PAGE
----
Pink and white bicolor flowers make this a very popular Hydrangea, but it's almost better, at least just as good now. Betty pointed this one out to me last week and it's only improved since them. While many plants have something to offer in two, three, or even four seasons, there's usually one spectacular show and the others are more nice, pretty good, or okay. This plant really jumps out at you summer through fall. To see these plants in the Asian Collections, walk down the stairs across the street from the big weeping Katsura. A little more than 100 feet? 'Bene-gaku' will be on your right. (Just a little bit farther on the same side of the path, is a Japanese Persimmon whose fruit is coloring up nicely.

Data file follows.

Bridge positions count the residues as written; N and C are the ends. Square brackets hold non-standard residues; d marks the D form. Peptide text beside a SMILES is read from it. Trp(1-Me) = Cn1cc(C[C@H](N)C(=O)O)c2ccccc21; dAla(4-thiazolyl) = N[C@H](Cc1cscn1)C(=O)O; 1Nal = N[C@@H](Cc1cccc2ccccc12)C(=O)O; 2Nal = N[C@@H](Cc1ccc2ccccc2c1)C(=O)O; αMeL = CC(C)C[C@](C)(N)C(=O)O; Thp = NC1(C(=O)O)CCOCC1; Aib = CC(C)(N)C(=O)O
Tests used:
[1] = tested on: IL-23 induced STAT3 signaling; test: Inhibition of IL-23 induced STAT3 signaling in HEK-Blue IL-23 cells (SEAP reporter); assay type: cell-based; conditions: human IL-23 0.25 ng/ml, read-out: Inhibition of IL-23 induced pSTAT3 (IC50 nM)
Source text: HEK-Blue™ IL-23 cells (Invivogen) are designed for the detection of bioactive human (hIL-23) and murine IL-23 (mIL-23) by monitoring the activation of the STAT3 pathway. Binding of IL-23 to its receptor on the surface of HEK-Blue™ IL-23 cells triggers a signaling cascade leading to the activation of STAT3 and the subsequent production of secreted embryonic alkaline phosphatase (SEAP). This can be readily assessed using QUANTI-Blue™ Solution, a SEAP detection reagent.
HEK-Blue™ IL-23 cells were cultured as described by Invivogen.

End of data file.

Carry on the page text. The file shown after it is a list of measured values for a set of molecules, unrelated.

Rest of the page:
Of course the main difference between the subspecies Hydrangea macrophylla ssp. serrata and the species is that while the serratas typically have a flat, or "lacecap" inflorescence, those of the macrophyllas are usually rounded, or of the "mophead" type. As far as general form, serrata's branches are more slender and tend to arch gracefully while the species has stockier straighter stems. Serrata (the mountain hydrangea) is also a bit more cold hardy, and Mike Dirr observes, a bit more prone to mildew than the mopheads. That's rarely an issue with us here in Washington, DC, though we did have a bit of mildew on hydrangeas this year. I expect it's much more of a problem in Georgia